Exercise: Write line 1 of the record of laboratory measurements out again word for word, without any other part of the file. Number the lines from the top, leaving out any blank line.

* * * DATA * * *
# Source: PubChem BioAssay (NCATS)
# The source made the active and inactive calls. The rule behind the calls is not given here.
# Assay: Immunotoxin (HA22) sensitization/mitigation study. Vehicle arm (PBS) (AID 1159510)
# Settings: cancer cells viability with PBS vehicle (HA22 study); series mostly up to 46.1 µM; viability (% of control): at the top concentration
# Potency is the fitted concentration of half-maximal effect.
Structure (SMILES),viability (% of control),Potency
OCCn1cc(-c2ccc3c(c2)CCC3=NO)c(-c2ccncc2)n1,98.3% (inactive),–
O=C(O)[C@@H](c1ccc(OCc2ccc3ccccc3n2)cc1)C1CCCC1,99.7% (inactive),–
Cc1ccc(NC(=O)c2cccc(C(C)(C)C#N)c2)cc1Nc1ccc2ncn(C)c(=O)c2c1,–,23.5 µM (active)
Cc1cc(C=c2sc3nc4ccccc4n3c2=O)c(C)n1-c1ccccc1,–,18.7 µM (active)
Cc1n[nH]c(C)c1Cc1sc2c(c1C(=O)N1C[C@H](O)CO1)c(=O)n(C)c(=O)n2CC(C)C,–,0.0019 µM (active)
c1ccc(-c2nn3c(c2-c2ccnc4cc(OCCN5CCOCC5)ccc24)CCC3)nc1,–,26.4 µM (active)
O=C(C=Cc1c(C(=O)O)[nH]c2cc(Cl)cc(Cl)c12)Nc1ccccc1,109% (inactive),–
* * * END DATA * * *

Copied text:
# Source: PubChem BioAssay (NCATS)